Here are some things that I learned on the Internet recently:
- A Boston-area Catholic priest, John Michael O’Neal, suffered a massive heart attack and was dead for 48 minutes before miraculously coming back to life in the emergency room. Father O’Neal reported that while he was dead he went to heaven and met God. God was a woman.
- Argentina’s president, Cristina Fernández de Kirchner, recently adopted a Jewish boy to save him from becoming a werewolf.
- A homeless guy was given $100 cash and spent it on other people who were in need rather than buying several cases of Night Train and throwing a party under the freeway overpass.
- A 600-pound Australian woman gave birth to a 40-pound baby, which nearly doubled the Guinness Book of World Records heaviest newborn of 22 pounds 8 ounces.
- A man in Fargo, North Dakota was arrested for clearing snow from his driveway with a military-grade flamethrower.
- Meanwhile, in Buffalo, New York, it was so cold that frozen squirrels were reportedly falling from trees.
- Macklemore joined the Islamic State (ISIS).
- This is bad news for Macklemore because it was also reported that there was an Ebola outbreak among ISIS.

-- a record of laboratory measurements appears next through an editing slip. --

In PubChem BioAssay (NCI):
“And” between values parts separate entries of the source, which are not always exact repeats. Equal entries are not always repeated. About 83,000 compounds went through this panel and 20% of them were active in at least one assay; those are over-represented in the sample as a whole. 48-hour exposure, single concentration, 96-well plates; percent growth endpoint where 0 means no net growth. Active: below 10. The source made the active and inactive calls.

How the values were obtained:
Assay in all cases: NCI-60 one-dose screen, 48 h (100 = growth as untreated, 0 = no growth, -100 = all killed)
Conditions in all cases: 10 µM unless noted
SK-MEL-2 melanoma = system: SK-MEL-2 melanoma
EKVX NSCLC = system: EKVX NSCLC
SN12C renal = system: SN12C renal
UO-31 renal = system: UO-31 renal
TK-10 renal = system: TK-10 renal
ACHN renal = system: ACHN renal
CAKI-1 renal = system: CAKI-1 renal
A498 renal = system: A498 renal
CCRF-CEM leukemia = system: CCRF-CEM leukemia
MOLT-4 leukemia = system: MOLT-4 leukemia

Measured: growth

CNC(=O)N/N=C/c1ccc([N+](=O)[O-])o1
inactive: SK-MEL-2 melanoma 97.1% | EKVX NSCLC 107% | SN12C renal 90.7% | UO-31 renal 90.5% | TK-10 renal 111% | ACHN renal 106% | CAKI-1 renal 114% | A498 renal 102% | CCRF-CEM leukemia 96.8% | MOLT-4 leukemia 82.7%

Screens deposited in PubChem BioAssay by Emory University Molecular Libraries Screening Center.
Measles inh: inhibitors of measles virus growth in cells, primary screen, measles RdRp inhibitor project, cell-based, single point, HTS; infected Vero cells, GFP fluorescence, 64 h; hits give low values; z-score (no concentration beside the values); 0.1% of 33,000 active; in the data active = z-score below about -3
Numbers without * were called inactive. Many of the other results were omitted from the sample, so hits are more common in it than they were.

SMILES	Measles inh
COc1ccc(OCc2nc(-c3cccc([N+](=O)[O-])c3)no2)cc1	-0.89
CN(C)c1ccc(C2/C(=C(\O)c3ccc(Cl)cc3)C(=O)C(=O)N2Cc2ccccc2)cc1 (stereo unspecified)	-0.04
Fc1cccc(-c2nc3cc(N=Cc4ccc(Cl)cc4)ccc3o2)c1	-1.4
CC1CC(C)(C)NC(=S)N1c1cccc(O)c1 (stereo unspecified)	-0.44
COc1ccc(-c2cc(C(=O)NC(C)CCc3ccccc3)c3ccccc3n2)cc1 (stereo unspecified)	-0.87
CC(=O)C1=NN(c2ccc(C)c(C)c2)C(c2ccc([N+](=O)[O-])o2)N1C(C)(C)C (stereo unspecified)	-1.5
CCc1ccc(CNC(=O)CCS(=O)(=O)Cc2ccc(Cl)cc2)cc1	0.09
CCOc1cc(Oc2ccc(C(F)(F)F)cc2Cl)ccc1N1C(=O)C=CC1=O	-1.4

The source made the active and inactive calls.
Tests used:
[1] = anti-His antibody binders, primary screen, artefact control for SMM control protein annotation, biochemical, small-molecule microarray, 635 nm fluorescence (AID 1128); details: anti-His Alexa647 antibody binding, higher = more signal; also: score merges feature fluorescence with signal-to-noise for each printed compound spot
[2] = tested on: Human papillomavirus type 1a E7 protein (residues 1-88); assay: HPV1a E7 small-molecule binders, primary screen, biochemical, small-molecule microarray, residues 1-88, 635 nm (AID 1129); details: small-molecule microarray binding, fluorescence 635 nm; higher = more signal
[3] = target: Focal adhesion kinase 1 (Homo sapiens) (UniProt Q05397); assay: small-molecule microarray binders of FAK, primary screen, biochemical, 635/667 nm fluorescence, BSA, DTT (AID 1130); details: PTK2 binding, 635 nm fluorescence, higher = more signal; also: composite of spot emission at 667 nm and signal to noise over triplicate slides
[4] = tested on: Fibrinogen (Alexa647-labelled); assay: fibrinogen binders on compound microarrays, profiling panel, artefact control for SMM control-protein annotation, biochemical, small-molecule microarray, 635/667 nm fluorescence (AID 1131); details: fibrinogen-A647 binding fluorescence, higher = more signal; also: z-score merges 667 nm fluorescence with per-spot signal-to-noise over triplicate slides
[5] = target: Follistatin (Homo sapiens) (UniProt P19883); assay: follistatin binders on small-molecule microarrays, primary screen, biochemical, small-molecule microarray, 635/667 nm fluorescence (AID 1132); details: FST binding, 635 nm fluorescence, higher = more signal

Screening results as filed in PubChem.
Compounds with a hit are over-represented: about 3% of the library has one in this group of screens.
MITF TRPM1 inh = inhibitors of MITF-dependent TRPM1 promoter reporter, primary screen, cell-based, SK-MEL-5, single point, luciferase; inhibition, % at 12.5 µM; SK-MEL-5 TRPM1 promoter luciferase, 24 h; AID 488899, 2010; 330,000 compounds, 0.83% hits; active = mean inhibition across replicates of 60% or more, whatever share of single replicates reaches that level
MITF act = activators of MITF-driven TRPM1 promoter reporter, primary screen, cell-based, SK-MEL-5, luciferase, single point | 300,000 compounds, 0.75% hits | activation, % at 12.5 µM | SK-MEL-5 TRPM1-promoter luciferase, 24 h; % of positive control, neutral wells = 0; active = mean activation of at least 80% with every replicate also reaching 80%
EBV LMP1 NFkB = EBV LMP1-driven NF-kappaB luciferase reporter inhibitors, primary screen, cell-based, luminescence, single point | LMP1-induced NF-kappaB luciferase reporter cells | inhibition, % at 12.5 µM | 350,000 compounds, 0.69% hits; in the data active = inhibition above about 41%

Yes, none of that is true—even the part about Macklemore joining ISIS, which is plausible. If any celebrity were going to do that, it would be a white rapper who sings about buying cheap clothes from a thrift shop.
And while none of the above is true, all of it went viral on the Internet, mostly via social media services like Facebook, Twitter, and Instagram. There were people who believed these stories to one degree or another.
The promise of the Internet is that it would become the world’s largest digital library containing all knowledge and facts. It’s becoming that, but it’s also the world’s biggest manufacturer of crap, an honor that had previously belonged to only politicians and traveling snake oil salesmen.
The Internet has, unfortunately, become a place where it’s becoming increasingly difficult for the average person to discern fact from fiction. By “average person”, I mean someone who doesn’t have a built-in, shock-proof "bullshit" detector. It’s been my experience that most of us don’t.
What we need is an equivalent of Sgt. Joe Friday for the Internet. For those of you who are not old enough, or only have a cultural literacy that dates back to the 1990s, Sgt. Friday was the iconic police detective in the television series Dragnet during the 1950s. The show was revived from 1967-70 and there was a movie starring Tom Hanks and Dan Aykroyd in 1987.
Sgt. Friday was a hardcore cop who methodically gathered the facts of a case. He had a built-in, shock-proof "bullshit" detector. The phrase, “Just the facts, ma’am,” became misattributed to his character following a radio satire of Dragnet in 1953 by Stan Freberg.
Sgt. Friday never actually said “Just the facts, ma’am”, but it stuck.
I didn’t actually know that and almost contributed to the perpetuation of the misattribution. Looking up the phrase on the Internet and verifying its origin from multiple sources is how I came to know the facts in this case.